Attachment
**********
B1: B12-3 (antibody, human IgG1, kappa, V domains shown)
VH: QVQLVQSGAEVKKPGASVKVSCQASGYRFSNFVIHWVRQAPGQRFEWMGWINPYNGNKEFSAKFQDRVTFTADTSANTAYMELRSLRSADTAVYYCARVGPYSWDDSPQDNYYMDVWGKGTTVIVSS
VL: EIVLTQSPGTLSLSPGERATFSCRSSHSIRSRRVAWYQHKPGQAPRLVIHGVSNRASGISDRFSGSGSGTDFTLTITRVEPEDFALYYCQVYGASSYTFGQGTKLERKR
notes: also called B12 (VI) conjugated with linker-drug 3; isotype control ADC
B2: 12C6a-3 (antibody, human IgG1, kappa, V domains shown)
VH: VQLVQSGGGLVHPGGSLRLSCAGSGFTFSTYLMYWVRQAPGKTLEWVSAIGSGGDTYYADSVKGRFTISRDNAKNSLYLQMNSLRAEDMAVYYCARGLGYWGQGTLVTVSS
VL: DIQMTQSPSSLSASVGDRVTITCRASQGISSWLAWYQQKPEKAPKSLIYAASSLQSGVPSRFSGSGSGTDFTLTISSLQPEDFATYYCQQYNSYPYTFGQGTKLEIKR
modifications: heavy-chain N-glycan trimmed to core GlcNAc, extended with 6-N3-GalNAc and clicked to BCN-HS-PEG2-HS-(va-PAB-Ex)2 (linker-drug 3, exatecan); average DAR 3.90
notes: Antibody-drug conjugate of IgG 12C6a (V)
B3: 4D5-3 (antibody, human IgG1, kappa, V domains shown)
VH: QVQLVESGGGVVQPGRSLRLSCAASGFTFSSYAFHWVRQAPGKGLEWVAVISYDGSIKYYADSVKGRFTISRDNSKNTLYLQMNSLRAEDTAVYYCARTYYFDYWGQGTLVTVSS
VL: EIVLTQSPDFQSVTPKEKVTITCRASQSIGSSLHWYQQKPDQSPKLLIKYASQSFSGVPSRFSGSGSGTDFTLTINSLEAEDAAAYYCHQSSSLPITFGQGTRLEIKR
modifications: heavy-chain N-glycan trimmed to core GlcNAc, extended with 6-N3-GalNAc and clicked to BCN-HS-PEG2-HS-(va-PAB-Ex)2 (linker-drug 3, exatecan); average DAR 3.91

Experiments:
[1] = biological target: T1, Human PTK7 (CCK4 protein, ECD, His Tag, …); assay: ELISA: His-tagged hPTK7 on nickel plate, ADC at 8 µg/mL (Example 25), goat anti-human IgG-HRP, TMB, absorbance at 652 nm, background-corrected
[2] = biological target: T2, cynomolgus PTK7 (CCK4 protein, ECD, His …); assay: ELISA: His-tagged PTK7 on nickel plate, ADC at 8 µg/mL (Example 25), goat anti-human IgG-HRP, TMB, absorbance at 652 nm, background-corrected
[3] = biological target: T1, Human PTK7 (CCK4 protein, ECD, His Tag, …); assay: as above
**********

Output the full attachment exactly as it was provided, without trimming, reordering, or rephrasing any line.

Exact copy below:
B1: B12-3 (antibody, human IgG1, kappa, V domains shown)
VH: QVQLVQSGAEVKKPGASVKVSCQASGYRFSNFVIHWVRQAPGQRFEWMGWINPYNGNKEFSAKFQDRVTFTADTSANTAYMELRSLRSADTAVYYCARVGPYSWDDSPQDNYYMDVWGKGTTVIVSS
VL: EIVLTQSPGTLSLSPGERATFSCRSSHSIRSRRVAWYQHKPGQAPRLVIHGVSNRASGISDRFSGSGSGTDFTLTITRVEPEDFALYYCQVYGASSYTFGQGTKLERKR
notes: also called B12 (VI) conjugated with linker-drug 3; isotype control ADC
B2: 12C6a-3 (antibody, human IgG1, kappa, V domains shown)
VH: VQLVQSGGGLVHPGGSLRLSCAGSGFTFSTYLMYWVRQAPGKTLEWVSAIGSGGDTYYADSVKGRFTISRDNAKNSLYLQMNSLRAEDMAVYYCARGLGYWGQGTLVTVSS
VL: DIQMTQSPSSLSASVGDRVTITCRASQGISSWLAWYQQKPEKAPKSLIYAASSLQSGVPSRFSGSGSGTDFTLTISSLQPEDFATYYCQQYNSYPYTFGQGTKLEIKR
modifications: heavy-chain N-glycan trimmed to core GlcNAc, extended with 6-N3-GalNAc and clicked to BCN-HS-PEG2-HS-(va-PAB-Ex)2 (linker-drug 3, exatecan); average DAR 3.90
notes: Antibody-drug conjugate of IgG 12C6a (V)
B3: 4D5-3 (antibody, human IgG1, kappa, V domains shown)
VH: QVQLVESGGGVVQPGRSLRLSCAASGFTFSSYAFHWVRQAPGKGLEWVAVISYDGSIKYYADSVKGRFTISRDNSKNTLYLQMNSLRAEDTAVYYCARTYYFDYWGQGTLVTVSS
VL: EIVLTQSPDFQSVTPKEKVTITCRASQSIGSSLHWYQQKPDQSPKLLIKYASQSFSGVPSRFSGSGSGTDFTLTINSLEAEDAAAYYCHQSSSLPITFGQGTRLEIKR
modifications: heavy-chain N-glycan trimmed to core GlcNAc, extended with 6-N3-GalNAc and clicked to BCN-HS-PEG2-HS-(va-PAB-Ex)2 (linker-drug 3, exatecan); average DAR 3.91

Experiments:
[1] = biological target: T1, Human PTK7 (CCK4 protein, ECD, His Tag, …); assay: ELISA: His-tagged hPTK7 on nickel plate, ADC at 8 µg/mL (Example 25), goat anti-human IgG-HRP, TMB, absorbance at 652 nm, background-corrected
[2] = biological target: T2, cynomolgus PTK7 (CCK4 protein, ECD, His …); assay: ELISA: His-tagged PTK7 on nickel plate, ADC at 8 µg/mL (Example 25), goat anti-human IgG-HRP, TMB, absorbance at 652 nm, background-corrected
[3] = biological target: T1, Human PTK7 (CCK4 protein, ECD, His Tag, …); assay: as above